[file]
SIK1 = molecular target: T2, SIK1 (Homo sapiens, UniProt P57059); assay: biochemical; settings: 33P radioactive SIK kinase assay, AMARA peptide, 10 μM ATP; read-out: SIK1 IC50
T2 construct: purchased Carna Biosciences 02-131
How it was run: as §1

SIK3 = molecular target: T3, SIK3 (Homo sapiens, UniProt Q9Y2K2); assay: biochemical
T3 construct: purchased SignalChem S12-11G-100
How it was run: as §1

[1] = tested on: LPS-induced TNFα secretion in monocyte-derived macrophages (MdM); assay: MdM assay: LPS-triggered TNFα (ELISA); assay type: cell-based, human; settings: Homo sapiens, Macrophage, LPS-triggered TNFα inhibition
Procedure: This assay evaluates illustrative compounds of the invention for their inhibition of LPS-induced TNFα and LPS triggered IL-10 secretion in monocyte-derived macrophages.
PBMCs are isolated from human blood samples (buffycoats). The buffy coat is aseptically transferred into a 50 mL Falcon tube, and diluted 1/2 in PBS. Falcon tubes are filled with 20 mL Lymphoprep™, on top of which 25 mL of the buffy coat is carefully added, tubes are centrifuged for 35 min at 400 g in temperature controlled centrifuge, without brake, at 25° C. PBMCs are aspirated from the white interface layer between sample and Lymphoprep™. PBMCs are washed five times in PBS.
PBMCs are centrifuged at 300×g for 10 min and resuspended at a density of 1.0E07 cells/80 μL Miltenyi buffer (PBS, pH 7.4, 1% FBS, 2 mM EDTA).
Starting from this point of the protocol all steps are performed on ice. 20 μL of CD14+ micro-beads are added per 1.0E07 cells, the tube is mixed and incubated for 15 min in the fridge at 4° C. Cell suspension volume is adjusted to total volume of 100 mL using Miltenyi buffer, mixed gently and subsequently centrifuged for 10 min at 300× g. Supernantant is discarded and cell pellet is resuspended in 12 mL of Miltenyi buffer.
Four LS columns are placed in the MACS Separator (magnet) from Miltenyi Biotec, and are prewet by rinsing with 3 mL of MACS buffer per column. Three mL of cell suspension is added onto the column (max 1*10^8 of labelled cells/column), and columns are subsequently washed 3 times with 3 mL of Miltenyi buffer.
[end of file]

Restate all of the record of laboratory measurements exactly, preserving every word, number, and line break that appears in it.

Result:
SIK1 = molecular target: T2, SIK1 (Homo sapiens, UniProt P57059); assay: biochemical; settings: 33P radioactive SIK kinase assay, AMARA peptide, 10 μM ATP; read-out: SIK1 IC50
T2 construct: purchased Carna Biosciences 02-131
How it was run: as §1

SIK3 = molecular target: T3, SIK3 (Homo sapiens, UniProt Q9Y2K2); assay: biochemical
T3 construct: purchased SignalChem S12-11G-100
How it was run: as §1

[1] = tested on: LPS-induced TNFα secretion in monocyte-derived macrophages (MdM); assay: MdM assay: LPS-triggered TNFα (ELISA); assay type: cell-based, human; settings: Homo sapiens, Macrophage, LPS-triggered TNFα inhibition
Procedure: This assay evaluates illustrative compounds of the invention for their inhibition of LPS-induced TNFα and LPS triggered IL-10 secretion in monocyte-derived macrophages.
PBMCs are isolated from human blood samples (buffycoats). The buffy coat is aseptically transferred into a 50 mL Falcon tube, and diluted 1/2 in PBS. Falcon tubes are filled with 20 mL Lymphoprep™, on top of which 25 mL of the buffy coat is carefully added, tubes are centrifuged for 35 min at 400 g in temperature controlled centrifuge, without brake, at 25° C. PBMCs are aspirated from the white interface layer between sample and Lymphoprep™. PBMCs are washed five times in PBS.
PBMCs are centrifuged at 300×g for 10 min and resuspended at a density of 1.0E07 cells/80 μL Miltenyi buffer (PBS, pH 7.4, 1% FBS, 2 mM EDTA).
Starting from this point of the protocol all steps are performed on ice. 20 μL of CD14+ micro-beads are added per 1.0E07 cells, the tube is mixed and incubated for 15 min in the fridge at 4° C. Cell suspension volume is adjusted to total volume of 100 mL using Miltenyi buffer, mixed gently and subsequently centrifuged for 10 min at 300× g. Supernantant is discarded and cell pellet is resuspended in 12 mL of Miltenyi buffer.
Four LS columns are placed in the MACS Separator (magnet) from Miltenyi Biotec, and are prewet by rinsing with 3 mL of MACS buffer per column. Three mL of cell suspension is added onto the column (max 1*10^8 of labelled cells/column), and columns are subsequently washed 3 times with 3 mL of Miltenyi buffer.